Polish film festival kicks off in Budapest
PR dla Zagranicy
A screening of the Oscar-nominated film Faraon (Pharaoh) has launched a Polish film festival in Budapest, during which a production will be shown every other Monday.
A still from "Faraon". Photo: Wikimedia Commons.
Hungarian film critic Andras Rez said Polish films are “particularly important” to his countrymen because “there are many historical analogies and it is worth considering how the world is perceived by Polish filmmakers”.
Rez said that since the 1960s, Polish films have looked at the complicated relationship between authority and the individual, adding that “it is worthwhile to think and talk about this now”.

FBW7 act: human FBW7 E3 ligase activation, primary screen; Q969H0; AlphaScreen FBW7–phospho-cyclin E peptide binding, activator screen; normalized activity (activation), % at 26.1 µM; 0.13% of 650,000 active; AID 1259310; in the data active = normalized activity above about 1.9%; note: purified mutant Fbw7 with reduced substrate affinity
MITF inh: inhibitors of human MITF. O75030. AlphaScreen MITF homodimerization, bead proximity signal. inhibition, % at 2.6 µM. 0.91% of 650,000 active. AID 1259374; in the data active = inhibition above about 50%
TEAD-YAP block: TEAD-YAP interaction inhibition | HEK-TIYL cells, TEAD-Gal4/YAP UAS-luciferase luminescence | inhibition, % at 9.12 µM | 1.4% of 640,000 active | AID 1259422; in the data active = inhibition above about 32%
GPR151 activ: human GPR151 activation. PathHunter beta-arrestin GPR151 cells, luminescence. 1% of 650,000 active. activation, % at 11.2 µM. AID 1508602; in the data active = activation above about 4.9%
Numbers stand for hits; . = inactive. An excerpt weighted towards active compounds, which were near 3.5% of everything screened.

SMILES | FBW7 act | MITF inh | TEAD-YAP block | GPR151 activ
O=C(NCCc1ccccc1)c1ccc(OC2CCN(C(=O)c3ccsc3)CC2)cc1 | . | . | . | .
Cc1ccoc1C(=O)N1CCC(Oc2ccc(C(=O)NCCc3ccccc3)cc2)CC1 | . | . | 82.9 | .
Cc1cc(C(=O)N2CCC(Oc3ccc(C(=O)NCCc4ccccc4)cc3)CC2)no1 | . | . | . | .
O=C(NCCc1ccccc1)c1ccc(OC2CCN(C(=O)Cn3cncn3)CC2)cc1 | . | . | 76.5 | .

Polish director Jerzy Kawalerowicz’s 1966 film Faraon, which opened the festival on Monday, tells the story of a fictitious heir to the Egyptian throne, who plans to introduce reforms and improve the lives of his poor subjects.
Faraon was selected to open the film festival because, according to Rez, it was “the most spectacular film this side of the iron curtain” when it was released, and Bolesław Prus, the author of the book on which the film was based, had a loyal following in Hungary.
During the festival, entitled Moral Anxiety, which closes on 12 June, films by Andrzej Wajda, Krzysztof Zanussi, Ryszard Bugajski, Krzysztof Kieślowski and Wojciech Smarzowski will also be screened.
Moral Anxiety is the 2017 instalment of Mupa Mozi, an annual film festival dedicated to a different subject every year. In the past, Mupa Mozi has paid tribute to French and Spanish film and Hungarian cinematographer Vilmos Zsigmond. (vb)